Polling by Nursing Standard in May showed that 90% of nurses do not feel valued by the government. An RCN survey said 36% were thinking of leaving the profession – two-thirds citing pay. Huntingford is already seeing it happen. “I’m getting emails on a weekly basis with someone else’s leaving card to sign,” she says. “People don’t have the energy to be activists, they’re just saying: ‘I’m out.’” Hudd says pay and conditions in social care must be addressed, too. When she was signed off sick with Covid, she discovered she was entitled only to statutory sick pay – £96.35 a week.
In June, with Delta variant cases increasing, Covid patients started to be admitted to Huntingford’s ward again. “When I heard, I got this prickling sensation all over my body. I suddenly felt on guard; my adrenaline was pumping,” she says. “That’s a feeling I get now when I see a colleague I haven’t seen since redeployment, or when I’m using certain equipment – catapulted back to this really horrific time.” Colleagues have told her they are prepared to resign if the third wave is as bad as they fear. “We’ve chosen a selfless career, but enough is enough.” She has just been called for redeployment. “There’s something psychologically really bad about having to make these changes to your life all over again,” she says. “But I am mentally preparing.”
In July, Omondi’s tireless campaigning was recognised with a 2021 RCN Award of Merit. But she, too, has seen colleagues transferring to different areas of nursing or retiring early. “Everybody is feeling really let down,” she says. “The risk we put our lives in, watching our colleagues and patients die – that should be reason enough for the government to appreciate us.” Seeing ministers taking part in the “clap for carers” felt “insulting … that clap was their easy way out”.
Omondi is still working nights on recovery wards and has seen a tightening of Covid procedures as the Delta variant spreads. With vaccinations and better PPE supplies, people are more confident than last year, she says, “though the fear is still there”. She says the pandemic has exacerbated the plight of overseas nurses: “It’s painful that you can give so much to a government that doesn’t give anything back.” She is determined to keep fighting for ILR and hopes the recent change of health secretary may help. “Sajid Javid is from an overseas background – maybe he will look at it differently.”
When Hudd returned to work part-time after contracting Covid, she put on a brand of mask with a distinctive smell and was “teleported back in time to living in the home”. She sought support from her faith community, her family and other nurses and decided to reduce her hours. Yet repeatedly returning to the scene of distressing memories had an impact. “I was finding it difficult to get past the ghosts in that care home,” she says. “I’d go into a room where I’d had long, intense hours of difficult nursing care and there’d be a different occupant. It felt like life was moving on and I wasn’t able to.”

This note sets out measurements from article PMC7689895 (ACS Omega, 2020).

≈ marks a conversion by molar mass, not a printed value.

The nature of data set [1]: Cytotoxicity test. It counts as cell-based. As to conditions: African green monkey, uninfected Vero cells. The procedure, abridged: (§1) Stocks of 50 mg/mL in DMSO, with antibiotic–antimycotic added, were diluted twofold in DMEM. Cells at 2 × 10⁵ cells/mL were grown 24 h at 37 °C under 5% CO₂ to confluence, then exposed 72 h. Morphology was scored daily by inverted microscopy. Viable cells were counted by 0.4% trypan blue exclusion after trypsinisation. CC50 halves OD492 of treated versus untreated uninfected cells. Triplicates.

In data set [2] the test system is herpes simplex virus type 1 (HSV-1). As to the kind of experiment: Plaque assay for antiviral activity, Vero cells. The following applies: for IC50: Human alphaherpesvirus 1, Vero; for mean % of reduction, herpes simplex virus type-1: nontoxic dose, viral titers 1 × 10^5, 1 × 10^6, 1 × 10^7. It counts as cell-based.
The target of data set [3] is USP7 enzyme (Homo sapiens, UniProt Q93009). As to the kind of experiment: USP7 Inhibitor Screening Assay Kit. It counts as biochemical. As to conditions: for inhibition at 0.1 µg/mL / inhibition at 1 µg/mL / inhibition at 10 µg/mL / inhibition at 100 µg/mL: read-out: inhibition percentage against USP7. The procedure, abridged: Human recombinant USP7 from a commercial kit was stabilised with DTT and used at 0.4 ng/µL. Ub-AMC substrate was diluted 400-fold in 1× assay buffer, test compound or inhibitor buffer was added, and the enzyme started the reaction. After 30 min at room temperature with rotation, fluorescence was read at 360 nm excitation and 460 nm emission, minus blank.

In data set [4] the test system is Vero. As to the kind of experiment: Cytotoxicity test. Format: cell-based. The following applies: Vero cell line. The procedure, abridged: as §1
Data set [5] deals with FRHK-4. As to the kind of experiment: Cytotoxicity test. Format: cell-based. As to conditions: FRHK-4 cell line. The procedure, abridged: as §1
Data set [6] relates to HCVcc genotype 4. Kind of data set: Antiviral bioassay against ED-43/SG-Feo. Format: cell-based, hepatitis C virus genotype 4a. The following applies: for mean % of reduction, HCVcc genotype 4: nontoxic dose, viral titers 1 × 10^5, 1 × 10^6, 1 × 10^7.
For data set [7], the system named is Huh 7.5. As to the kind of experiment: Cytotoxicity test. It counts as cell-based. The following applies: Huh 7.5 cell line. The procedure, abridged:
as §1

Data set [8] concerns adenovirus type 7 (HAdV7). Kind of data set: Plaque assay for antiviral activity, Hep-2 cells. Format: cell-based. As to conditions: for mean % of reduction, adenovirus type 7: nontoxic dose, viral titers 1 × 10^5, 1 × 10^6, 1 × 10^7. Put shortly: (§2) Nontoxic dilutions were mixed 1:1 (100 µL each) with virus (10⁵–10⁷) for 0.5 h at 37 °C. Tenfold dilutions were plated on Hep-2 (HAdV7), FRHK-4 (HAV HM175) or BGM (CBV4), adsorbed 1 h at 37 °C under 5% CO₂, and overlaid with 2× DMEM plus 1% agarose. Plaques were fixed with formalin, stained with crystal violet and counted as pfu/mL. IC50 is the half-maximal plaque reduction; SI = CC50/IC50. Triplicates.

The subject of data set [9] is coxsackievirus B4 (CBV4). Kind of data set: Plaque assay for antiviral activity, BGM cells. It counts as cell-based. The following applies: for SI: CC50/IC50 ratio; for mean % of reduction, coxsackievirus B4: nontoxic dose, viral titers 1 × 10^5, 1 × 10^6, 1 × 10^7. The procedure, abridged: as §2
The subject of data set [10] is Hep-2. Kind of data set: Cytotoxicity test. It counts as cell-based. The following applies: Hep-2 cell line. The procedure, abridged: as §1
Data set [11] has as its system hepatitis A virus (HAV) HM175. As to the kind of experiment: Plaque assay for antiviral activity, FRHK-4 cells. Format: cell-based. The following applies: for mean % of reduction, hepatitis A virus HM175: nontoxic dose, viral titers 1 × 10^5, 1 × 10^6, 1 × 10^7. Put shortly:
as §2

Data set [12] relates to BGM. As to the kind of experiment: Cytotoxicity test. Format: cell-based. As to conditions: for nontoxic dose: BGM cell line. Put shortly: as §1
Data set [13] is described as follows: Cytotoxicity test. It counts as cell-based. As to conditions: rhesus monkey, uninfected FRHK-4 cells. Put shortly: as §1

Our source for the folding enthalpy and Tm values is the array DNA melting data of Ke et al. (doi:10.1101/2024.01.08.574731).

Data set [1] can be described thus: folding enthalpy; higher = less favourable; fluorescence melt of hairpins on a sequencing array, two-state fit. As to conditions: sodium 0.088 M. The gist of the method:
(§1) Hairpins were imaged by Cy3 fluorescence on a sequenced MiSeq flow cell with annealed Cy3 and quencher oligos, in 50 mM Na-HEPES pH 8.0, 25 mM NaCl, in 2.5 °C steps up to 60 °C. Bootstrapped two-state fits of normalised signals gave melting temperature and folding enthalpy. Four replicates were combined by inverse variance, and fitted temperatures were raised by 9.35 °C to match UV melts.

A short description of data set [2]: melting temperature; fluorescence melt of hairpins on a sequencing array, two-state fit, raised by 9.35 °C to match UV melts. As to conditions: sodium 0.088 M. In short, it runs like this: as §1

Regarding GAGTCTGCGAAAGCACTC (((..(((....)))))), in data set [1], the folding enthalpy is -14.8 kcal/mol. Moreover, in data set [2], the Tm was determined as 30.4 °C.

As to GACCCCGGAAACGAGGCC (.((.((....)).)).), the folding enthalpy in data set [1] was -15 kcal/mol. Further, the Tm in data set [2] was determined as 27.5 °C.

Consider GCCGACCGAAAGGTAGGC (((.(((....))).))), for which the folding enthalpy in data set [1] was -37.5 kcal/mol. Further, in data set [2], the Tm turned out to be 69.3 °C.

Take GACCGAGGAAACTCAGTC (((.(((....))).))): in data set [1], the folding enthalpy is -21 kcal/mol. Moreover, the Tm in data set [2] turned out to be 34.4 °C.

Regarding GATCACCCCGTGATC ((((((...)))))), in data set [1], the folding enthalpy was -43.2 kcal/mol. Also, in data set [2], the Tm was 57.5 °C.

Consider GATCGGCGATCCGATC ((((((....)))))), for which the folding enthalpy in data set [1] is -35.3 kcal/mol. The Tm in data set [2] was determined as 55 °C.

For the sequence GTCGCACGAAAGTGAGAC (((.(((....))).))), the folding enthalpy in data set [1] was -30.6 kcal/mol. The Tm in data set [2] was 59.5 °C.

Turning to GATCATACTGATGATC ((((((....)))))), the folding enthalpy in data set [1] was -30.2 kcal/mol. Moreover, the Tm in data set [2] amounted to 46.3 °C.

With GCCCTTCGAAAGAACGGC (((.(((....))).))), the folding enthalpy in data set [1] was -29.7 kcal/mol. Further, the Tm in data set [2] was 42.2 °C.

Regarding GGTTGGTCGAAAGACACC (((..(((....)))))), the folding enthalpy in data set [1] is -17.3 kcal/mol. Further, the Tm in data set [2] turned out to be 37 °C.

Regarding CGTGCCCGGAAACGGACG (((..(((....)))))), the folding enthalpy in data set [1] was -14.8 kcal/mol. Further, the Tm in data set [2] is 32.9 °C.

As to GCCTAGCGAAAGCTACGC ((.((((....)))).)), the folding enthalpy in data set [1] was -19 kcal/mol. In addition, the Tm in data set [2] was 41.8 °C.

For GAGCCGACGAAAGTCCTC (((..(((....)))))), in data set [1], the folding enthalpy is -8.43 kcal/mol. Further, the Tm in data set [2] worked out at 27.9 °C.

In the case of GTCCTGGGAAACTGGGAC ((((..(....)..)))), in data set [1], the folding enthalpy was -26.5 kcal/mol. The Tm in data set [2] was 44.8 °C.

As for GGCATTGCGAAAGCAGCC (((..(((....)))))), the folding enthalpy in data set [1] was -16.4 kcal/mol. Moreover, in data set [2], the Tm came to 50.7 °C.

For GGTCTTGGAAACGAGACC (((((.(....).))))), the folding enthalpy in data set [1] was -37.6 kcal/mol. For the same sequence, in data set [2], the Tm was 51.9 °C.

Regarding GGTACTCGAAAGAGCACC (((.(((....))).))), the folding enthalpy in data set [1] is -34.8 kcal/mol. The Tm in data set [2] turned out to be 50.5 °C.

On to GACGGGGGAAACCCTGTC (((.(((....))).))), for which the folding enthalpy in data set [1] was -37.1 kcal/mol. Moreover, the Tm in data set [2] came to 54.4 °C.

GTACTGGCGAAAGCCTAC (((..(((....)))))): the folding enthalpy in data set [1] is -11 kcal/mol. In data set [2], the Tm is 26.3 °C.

She took the tough decision to resign. The heart-attack scare confirmed her decision to step back, after a decade in the job. “I was determined to power through it, but it wasn’t really working. I need time to recover,” she says. Now she feels able to manage her physical symptoms, but at times anxiety is overwhelming. She has started counselling through the NHS and found vital support from other nurses. Relearning the piano and taking walks with her dog have brought moments of light into her life, while she recently climbed Mount Snowdon for Cavell Nurses’ Trust. She hopes the temporary break, although “scary”, will extend her nursing career: “I won’t be the same person I was before, but I hope I am competent to continue being at the coalface.”
She has just accepted a part-time care home role, starting later in the year, and feels a mix of “quiet optimism and apprehension”. “Crisis situations make you evaluate. I want nursing to be a part of me. I don’t want it to destroy me.”
In the UK and Ireland, Samaritans can be contacted on 116 123 or by emailing firstname.lastname@example.org or email@example.com. In the US, the National Suicide Prevention Lifeline is 1-800-273-8255. In Australia, the crisis support service Lifeline is 13 11 14. Other international helplines can be found at befrienders.org.